The house, currently a museum, was built for a local wool merchant, traditionally supposed to be Richard Ailwyn (or Aldwyn) in the fifteenth century. A dendrological study of the roof timbers reveal that the house was built in one phase, with a completion date of the majority of the present building in 1451. Richard Ailwyn's son, Sir Nicholas Ailwyn, a member of the Mercers' Company, became Lord Mayor of London in 1499. The house is substantially unchanged from that period, and would be recognisable to a visitor from the fifteenth century.
The Hall was reputed to have belonged to the Ayscough (Askew, Ainscough) family in the early part of the 16th century - Fee referring to the Knight's Fee or living from the property. Early records name the house as Ayscough Fee Hall. A grant of land at Spalding was made to Sir William Ayscough (1490–1541) by Henry VIII. E. H. Gooch writes about "Ayscoughfee Hall" in his book "The History of Spalding", 1940.
In the seventeenth century, the Hall passed into the Johnson family. The most notable Johnson was the second Maurice Johnson, known as "the Antiquary" (1688–1755), who founded the Spalding Gentlemen's Society (the second oldest antiquarian society still in existence) in 1710. Maurice Johnson was a good friend of the more famous local antiquarian William Stukeley.
Museum and civic amenityEdit
When the last occupant left in 1896, the Hall and Gardens were bought[by whom?] on behalf of the people of Spalding as a memorial of Queen Victoria's Diamond Jubilee, and was handed over[by whom?] to the town "free of debt" on 9 August 1902 in celebration of the coronation of King Edward VII and Queen Alexandra. Now a museum and civic amenity, the house was also used as a primary school for a number of years during the 20th century.
Some of the features of the 5-acre (20,000 m2) gardens were reputedly laid out by William Sands in the early eighteenth century, and are still visible. The gardens include many fine features, including tall yew hedges, an early ice-house, and a fine ornamental lake. At the end of which sits the Spalding War Memorial (opened in 1922) which was designed by Sir Edwin Landseer Lutyens and became Grade I listed in 2015. Other features include a bowling green, tennis courts, aviary and a café. A rustic bandstand, built to commemorate the coronation of King George VI and Queen Elizabeth, was built in 1937 but was destroyed by arsonists in the early 1970s. The Friends of Ayscoughfee still arrange summer concerts on the south lawn during the summer months.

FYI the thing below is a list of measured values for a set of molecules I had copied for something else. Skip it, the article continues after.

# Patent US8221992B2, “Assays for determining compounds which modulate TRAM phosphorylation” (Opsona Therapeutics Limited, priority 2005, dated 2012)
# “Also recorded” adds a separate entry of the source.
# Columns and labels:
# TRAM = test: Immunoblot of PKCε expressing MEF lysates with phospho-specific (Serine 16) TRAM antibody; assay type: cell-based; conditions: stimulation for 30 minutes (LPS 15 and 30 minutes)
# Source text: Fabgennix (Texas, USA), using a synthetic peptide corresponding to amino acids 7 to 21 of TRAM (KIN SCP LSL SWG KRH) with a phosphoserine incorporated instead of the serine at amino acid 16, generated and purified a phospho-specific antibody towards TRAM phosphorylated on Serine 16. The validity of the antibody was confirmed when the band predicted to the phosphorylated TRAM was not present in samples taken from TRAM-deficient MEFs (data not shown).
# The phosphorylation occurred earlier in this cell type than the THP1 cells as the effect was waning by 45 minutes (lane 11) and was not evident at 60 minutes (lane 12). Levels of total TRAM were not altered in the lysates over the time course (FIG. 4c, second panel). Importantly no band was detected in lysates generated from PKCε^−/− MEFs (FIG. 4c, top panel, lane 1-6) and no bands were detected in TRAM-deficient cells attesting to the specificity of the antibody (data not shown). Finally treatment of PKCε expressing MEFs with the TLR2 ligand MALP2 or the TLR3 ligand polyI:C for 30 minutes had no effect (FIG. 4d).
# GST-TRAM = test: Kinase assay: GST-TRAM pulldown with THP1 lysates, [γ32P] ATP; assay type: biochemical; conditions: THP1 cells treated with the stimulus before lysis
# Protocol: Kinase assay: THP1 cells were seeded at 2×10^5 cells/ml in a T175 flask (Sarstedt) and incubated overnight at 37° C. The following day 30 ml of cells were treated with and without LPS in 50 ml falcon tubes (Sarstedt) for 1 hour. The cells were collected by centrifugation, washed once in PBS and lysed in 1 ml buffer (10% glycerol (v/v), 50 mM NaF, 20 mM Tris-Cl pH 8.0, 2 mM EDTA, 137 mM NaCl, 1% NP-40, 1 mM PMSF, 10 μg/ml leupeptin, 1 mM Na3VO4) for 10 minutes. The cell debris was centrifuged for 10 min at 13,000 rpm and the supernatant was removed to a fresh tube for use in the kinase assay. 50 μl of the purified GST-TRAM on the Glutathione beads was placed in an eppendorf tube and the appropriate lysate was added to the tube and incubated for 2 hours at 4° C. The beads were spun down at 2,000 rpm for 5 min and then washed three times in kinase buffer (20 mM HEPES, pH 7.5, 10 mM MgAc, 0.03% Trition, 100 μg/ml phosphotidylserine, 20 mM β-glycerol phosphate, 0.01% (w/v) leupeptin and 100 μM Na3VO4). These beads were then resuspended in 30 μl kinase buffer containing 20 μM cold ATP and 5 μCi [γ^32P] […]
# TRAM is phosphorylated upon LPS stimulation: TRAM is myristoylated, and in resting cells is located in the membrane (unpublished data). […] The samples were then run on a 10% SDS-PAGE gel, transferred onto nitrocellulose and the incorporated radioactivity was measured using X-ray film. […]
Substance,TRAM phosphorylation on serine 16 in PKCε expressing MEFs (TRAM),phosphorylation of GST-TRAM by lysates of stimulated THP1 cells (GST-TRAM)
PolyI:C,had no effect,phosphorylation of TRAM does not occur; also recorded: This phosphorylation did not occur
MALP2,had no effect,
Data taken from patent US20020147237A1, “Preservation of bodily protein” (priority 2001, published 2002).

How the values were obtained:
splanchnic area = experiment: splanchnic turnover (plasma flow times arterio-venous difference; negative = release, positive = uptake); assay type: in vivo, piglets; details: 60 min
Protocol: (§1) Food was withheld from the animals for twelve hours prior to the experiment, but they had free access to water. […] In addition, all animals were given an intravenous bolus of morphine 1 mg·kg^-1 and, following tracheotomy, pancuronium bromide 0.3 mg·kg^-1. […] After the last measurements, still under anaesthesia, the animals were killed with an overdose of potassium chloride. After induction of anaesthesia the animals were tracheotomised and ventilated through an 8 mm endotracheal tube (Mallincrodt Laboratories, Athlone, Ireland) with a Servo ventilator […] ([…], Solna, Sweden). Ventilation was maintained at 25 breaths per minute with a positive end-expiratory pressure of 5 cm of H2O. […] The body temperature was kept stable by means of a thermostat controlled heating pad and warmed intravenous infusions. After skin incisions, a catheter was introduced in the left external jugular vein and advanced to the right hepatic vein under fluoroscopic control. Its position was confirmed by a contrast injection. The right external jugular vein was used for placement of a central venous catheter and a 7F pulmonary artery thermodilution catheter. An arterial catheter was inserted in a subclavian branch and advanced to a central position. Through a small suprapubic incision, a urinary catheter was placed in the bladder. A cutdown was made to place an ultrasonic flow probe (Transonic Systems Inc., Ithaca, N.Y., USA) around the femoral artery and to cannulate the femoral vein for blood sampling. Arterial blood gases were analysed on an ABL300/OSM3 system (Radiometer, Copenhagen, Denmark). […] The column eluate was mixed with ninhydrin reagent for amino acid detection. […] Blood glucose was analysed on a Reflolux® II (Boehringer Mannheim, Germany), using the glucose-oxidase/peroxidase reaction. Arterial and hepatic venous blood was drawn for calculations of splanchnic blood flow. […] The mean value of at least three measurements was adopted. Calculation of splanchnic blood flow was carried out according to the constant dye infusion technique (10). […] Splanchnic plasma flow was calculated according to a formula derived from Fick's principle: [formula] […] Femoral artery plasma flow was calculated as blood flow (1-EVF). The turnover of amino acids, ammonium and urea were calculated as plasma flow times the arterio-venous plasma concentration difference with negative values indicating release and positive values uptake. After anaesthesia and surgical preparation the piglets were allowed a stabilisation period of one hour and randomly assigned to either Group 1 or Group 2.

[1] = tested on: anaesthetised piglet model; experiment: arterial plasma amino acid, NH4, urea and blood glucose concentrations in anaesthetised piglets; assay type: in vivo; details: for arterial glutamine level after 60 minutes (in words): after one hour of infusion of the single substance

With Heritage Lottery Fund backing, and commitment from South Holland District Council, the Hall was closed in 2003 for a complete sympathetic restoration. The Hall was officially re-opened to the public as a museum and community facility on Friday 30 June 2006, by Dr Jonathan Clark, of the University of York. The Hall has recently started to develop events, including theatrical performances, craft fairs, etc. and is licensed for civil wedding ceremonies.
- Historic England (25 January 2012). "Ayscoughee Hall (Grade I) (1359532)". National Heritage List for England. Retrieved 9 March 2012.
- "Ayscoughee Hall (leaflet)" (PDF). SouTh Holland District Council. 2012. Archived from the original (PDF) on 5 December 2014. Retrieved 9 March 2012.
- Glenn, Charles; Taylor, Gary (July 1999). "Historical survey of Ayscoughee Hall" (PDF). Archaeological Project Services. Retrieved 9 March 2013.
- "Local Authority web page". South Holland District Council. 2012. Archived from the original on 6 February 2013. Retrieved 2013-03-09.
- Gooch, E.H. (1940). the History of Spalding.
- The oldest being the Oxford Ashmolean, "web history of society". Archived from the original on 14 November 2011.
- "Spalding Gentlemen's Society".
- Historic England. "War memorial (Grade II) (1064002)". National Heritage List for England. Retrieved 9 March 2012.
- Historic England. "Park and Gardens (Grade II) (1000969)". National Heritage List for England. Retrieved 9 March 2012.
- Article by Anderson and Glenn, the Project Managers and Conservation Architects for the restoration: http://www.andersonandglenn.com/index.php?page=test2
- Pevsner, N; Harris, John (1964). Lincolnshire. The Buildings of England.
- Pursglove, Rosylyn (October 1994). "History of Ayscoughee Hall" (PDF). South Holland Museum Service. Retrieved 9 March 2013. Has an extensive and useful Bibliography
- Glenn, John (July 2000). "Historical appraisal of the pleasure gardens" (PDF). Anderson and Glenn, Boston. Retrieved 9 March 2013.
- Penn, Kenneth (January 2008). "An Archaeological Desk-based Survey of Ayscoughfee Hall Gardens" (PDF). NAU archaeology. Retrieved 9 March 2013.
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